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II. The Context Within Which Science Exists
All possible human endeavors include such things as art, war, fishing or love.




We choose one of those activities. We choose the human activities which can be labeled the search for an answer to the question “why?”

Many things pique our interest. We want to know why butterflies change, why the sun rises, why we live, why we have war, or why we love. Some people want to indulge their curiosity and discover exactly why these things are the way they are or how they can be changed to better mankind.





It's not appropriate to stop with answers which are lies, or which may or may not be the truth. We want the truth, the whole truth and nothing but the truth. If the answer is only a guess, we want to know that it's only a guess.





In the last chapter we logically developed the case for why science is nothing less than the name for the production of what are generally considered "satisfactory" or "acceptable" answers.





It would be helpful at this point to recall the extended definition of science presented in Chapter 1, so that we can see that science is the name for the production of satisfactory answers.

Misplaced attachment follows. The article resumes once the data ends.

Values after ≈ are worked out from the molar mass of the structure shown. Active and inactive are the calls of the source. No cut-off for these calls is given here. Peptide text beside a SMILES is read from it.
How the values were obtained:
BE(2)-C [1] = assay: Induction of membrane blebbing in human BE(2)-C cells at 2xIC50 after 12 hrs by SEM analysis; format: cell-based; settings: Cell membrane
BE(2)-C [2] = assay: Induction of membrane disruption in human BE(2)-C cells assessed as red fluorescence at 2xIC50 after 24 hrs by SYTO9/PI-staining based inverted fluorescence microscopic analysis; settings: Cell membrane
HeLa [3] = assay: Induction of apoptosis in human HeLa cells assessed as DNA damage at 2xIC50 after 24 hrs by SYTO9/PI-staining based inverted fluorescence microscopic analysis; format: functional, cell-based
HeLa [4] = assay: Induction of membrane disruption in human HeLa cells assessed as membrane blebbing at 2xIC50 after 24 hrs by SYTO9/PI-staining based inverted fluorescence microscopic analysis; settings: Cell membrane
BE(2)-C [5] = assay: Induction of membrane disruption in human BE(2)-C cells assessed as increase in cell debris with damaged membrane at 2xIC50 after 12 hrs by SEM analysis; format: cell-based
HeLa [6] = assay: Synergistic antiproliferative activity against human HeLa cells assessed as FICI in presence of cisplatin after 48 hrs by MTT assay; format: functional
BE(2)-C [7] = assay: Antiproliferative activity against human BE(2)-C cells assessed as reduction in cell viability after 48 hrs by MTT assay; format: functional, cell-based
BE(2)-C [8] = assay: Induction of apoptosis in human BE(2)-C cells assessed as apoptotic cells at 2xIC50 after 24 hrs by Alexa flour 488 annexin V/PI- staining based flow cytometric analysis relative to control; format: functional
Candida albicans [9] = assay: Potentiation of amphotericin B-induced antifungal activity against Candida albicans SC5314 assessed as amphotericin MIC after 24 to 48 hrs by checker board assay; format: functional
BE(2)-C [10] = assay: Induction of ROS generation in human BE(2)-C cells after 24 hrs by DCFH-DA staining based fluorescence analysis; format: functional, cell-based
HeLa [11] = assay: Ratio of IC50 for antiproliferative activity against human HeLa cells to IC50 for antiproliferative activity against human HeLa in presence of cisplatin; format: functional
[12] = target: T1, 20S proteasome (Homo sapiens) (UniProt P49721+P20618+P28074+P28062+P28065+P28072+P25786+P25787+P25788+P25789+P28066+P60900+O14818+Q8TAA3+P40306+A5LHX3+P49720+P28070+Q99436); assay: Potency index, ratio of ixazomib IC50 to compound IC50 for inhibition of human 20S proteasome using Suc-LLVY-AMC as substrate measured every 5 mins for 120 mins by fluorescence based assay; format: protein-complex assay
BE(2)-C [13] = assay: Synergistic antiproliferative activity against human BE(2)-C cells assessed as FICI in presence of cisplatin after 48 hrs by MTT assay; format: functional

To further elaborate the point that science produces satisfactory answers, we also recall the process which produces that product by documenting science's definition.





Finally, to even further elaborate science, we preview (Chapter 3) the "problem" to which science addresses itself by considering the meaning of the term knowledge.





Science is the human endeavor which asks why things are the way they are, and which answers that question with a valid integrated answer. Science best answers "why" and therefore best answers how to fix what's wrong and how to make things ideal. People who have wanted to understand and who demanded the truth have given us humanity and the freedom to enjoy it.






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Date Last Reviewed : November 17, 2002